Arab industrialization in Israel: Ethnic entrepreneurship in the periphery

Itzhak Shnell, Michael Sofer, Israel Drori

Research output: Book / ReportBookAcademicpeer-review


Previous studies of industrial activity in Arab settlements in Israel have been less than comprehensive. We believe that the lack of interest and data on Arab industry stems from the fact that no real effort has ever been made to further the economic development of these settlements in general and their industrial development in particular. For their economic base, the majority of Arab settlements continue to rely largely on commuting to Jewish employment centers. Nevertheless, over time, industrial entrepreneurship has emerged in Arab settlements. It is against this background that the importance of our work can be seen, for it presents, for the first time and at first hand, a thorough analysis of entrepreneurship and industrialization in the Arab sector in Israel. ֱֱArab industrial entrepreneurship in Israel is a unique phenomenon. Most previous studies have examined entrepreneurship among the ethnic minorities which, in recent years, have migrated to the metropolitan centers of developed countries. Israeli Arabs constitute an endogenous ethnic minority which is in transition from a traditional culture, based on a domestic economy, to a modern culture, which is becoming integrated into an advanced capitalist system dominated by a Jewish majority. Moreover, they inhabit highly homogeneous and segregated regions in the national periphery. They are therefore forced to overcome three complementary sets of obstacles in their integration into the larger economy and their attempt to industrialize: lack of experience and expertise in advanced forms of production and marketing; ethnic marginality; and socio-spatial peripherality. ֱWe believe the contribution of this book to be fourfold: (1) It is based on a unique case study which may expand the range of case studies available for comparative cross-cultural research; (2) it presents new theoretical formulations regarding issues that remain unresolved in the current literature on ethnic entrepreneurship; (3) it is grounded in intensive field research; and (4) it offers possible guidelines for constructive policy. ֱIt is particularly significant that the Institute of Israeli Arab Studies took it upon itself to promote this study.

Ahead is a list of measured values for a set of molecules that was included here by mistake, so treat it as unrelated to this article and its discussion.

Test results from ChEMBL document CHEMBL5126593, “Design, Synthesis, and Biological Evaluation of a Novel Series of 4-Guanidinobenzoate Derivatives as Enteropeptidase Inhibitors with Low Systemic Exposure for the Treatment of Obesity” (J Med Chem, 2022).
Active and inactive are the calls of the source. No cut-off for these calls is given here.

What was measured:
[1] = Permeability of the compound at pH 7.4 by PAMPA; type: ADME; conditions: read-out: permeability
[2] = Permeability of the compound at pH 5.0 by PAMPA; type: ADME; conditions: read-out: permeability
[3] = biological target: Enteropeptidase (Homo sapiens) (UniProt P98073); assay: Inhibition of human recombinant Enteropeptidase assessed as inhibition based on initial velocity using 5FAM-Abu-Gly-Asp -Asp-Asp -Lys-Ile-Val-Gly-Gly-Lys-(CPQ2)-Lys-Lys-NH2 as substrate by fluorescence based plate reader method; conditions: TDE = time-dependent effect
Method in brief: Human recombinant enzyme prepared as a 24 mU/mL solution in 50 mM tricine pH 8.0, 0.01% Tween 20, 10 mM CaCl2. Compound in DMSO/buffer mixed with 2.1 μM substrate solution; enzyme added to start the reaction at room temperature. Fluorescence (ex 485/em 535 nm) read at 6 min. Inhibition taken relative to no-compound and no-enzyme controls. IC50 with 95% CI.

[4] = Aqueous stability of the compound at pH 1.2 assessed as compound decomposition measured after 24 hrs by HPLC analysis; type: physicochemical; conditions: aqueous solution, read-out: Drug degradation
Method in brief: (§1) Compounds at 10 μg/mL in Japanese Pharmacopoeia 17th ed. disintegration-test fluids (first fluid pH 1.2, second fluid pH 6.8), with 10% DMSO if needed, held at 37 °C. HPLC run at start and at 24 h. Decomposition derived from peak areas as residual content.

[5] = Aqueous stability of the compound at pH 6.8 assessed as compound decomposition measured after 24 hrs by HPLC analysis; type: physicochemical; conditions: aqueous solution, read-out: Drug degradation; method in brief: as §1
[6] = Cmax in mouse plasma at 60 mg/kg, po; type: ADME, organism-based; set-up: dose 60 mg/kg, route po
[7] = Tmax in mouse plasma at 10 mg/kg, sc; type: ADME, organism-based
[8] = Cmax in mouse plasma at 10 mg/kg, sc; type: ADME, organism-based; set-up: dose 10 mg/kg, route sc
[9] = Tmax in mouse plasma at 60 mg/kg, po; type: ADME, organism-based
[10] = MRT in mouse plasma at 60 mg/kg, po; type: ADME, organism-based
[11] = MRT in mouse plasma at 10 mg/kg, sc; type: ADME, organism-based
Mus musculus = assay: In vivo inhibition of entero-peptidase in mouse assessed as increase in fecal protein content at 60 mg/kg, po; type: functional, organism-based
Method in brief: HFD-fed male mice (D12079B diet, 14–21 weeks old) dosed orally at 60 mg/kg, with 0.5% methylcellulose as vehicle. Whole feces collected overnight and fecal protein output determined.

Original languageUndefined/Unknown
PublisherGreenwood Publishing Group
Number of pages204
ISBN (Print) 978-0275948566
Publication statusPublished - 1995

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